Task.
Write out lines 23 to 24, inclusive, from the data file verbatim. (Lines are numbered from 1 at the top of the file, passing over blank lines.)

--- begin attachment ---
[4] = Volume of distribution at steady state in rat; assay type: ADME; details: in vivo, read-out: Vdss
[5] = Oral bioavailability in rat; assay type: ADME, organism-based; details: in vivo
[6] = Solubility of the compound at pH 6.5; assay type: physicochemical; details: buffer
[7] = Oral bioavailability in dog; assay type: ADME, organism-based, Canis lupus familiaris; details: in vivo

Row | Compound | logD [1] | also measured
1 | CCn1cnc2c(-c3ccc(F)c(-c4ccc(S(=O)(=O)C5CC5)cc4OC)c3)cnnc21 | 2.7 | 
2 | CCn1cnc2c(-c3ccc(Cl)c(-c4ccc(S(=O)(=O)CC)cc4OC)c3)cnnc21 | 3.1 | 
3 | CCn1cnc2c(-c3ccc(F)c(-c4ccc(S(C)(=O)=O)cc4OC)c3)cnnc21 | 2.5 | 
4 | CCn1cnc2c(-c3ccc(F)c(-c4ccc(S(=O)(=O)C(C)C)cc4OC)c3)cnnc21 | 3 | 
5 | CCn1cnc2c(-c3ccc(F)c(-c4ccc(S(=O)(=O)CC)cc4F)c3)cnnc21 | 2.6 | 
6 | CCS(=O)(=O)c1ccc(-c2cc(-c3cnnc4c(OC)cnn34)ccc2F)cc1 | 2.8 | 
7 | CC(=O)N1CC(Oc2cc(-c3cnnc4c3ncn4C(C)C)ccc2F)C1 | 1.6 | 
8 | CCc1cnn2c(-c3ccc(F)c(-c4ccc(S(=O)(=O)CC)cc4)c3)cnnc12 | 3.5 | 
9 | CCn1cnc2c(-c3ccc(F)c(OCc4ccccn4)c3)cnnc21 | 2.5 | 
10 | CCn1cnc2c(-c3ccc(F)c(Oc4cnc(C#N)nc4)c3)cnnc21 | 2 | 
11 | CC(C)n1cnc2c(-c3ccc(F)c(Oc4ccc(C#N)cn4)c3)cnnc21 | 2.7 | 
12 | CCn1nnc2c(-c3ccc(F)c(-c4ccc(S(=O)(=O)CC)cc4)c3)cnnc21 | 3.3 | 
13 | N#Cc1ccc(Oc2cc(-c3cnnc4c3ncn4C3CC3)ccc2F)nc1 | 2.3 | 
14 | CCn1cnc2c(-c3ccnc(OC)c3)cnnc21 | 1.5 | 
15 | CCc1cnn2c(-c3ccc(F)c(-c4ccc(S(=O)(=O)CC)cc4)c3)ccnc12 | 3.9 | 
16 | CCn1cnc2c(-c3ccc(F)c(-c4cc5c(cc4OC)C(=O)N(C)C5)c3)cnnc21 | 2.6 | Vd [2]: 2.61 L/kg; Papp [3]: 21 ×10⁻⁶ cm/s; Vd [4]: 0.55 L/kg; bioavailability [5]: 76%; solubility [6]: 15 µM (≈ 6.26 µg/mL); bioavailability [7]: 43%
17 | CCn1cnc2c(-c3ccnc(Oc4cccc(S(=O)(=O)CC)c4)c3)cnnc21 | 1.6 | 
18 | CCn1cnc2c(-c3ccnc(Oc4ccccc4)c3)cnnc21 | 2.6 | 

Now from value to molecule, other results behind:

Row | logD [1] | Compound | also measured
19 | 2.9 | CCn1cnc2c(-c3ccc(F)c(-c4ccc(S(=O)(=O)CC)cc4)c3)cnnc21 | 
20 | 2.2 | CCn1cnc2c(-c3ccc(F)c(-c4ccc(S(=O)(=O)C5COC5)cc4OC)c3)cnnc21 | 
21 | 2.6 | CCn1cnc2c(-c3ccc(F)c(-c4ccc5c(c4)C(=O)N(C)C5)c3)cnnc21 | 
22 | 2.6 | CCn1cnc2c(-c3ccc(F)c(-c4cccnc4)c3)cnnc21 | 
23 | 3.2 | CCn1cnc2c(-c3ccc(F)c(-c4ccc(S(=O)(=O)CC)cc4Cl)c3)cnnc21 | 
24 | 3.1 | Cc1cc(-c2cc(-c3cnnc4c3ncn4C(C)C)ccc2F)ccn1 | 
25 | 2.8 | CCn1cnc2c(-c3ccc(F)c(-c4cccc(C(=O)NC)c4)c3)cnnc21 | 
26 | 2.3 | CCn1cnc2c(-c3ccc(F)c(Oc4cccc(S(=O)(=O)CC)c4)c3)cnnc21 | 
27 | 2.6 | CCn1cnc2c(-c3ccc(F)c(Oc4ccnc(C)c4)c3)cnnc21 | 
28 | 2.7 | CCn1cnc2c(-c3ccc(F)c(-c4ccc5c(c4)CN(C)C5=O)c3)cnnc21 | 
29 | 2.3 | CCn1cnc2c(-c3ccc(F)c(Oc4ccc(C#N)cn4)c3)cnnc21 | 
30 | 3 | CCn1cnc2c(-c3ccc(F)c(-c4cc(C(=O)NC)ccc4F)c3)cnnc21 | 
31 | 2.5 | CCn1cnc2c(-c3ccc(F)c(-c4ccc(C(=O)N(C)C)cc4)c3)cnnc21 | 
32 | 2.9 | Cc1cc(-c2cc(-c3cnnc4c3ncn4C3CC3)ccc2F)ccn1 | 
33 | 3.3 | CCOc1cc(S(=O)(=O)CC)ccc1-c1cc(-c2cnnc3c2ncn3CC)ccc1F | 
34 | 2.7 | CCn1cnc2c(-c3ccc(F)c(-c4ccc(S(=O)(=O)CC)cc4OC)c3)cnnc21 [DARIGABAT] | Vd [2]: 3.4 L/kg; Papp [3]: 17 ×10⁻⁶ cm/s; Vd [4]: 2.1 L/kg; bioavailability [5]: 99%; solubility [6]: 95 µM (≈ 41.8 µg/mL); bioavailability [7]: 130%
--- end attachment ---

18 | CCn1cnc2c(-c3ccnc(Oc4ccccc4)c3)cnnc21 | 2.6 | 

Now from value to molecule, other results behind: